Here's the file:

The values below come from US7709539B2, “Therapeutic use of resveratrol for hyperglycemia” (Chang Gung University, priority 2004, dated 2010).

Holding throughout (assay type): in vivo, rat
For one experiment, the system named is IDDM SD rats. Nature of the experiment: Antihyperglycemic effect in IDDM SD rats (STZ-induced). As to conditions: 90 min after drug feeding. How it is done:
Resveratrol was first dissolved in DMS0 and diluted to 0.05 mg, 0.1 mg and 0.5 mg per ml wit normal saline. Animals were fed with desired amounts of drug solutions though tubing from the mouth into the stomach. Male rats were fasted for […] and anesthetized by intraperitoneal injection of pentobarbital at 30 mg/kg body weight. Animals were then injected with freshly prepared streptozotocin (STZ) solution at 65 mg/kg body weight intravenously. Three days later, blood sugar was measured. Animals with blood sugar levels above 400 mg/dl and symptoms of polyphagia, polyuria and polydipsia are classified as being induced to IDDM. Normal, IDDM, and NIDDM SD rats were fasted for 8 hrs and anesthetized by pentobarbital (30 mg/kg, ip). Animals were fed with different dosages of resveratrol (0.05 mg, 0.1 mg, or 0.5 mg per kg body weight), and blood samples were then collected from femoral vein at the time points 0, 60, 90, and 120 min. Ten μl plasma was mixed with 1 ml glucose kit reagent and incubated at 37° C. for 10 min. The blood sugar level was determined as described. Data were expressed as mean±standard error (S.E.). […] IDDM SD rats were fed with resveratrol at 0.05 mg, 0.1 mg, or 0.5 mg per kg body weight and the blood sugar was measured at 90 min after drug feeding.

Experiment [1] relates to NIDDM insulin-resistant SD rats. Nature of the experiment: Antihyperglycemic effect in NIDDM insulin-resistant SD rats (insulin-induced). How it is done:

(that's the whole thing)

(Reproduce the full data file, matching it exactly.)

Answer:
The values below come from US7709539B2, “Therapeutic use of resveratrol for hyperglycemia” (Chang Gung University, priority 2004, dated 2010).

Holding throughout (assay type): in vivo, rat
For one experiment, the system named is IDDM SD rats. Nature of the experiment: Antihyperglycemic effect in IDDM SD rats (STZ-induced). As to conditions: 90 min after drug feeding. How it is done:
Resveratrol was first dissolved in DMS0 and diluted to 0.05 mg, 0.1 mg and 0.5 mg per ml wit normal saline. Animals were fed with desired amounts of drug solutions though tubing from the mouth into the stomach. Male rats were fasted for […] and anesthetized by intraperitoneal injection of pentobarbital at 30 mg/kg body weight. Animals were then injected with freshly prepared streptozotocin (STZ) solution at 65 mg/kg body weight intravenously. Three days later, blood sugar was measured. Animals with blood sugar levels above 400 mg/dl and symptoms of polyphagia, polyuria and polydipsia are classified as being induced to IDDM. Normal, IDDM, and NIDDM SD rats were fasted for 8 hrs and anesthetized by pentobarbital (30 mg/kg, ip). Animals were fed with different dosages of resveratrol (0.05 mg, 0.1 mg, or 0.5 mg per kg body weight), and blood samples were then collected from femoral vein at the time points 0, 60, 90, and 120 min. Ten μl plasma was mixed with 1 ml glucose kit reagent and incubated at 37° C. for 10 min. The blood sugar level was determined as described. Data were expressed as mean±standard error (S.E.). […] IDDM SD rats were fed with resveratrol at 0.05 mg, 0.1 mg, or 0.5 mg per kg body weight and the blood sugar was measured at 90 min after drug feeding.

Experiment [1] relates to NIDDM insulin-resistant SD rats. Nature of the experiment: Antihyperglycemic effect in NIDDM insulin-resistant SD rats (insulin-induced). How it is done: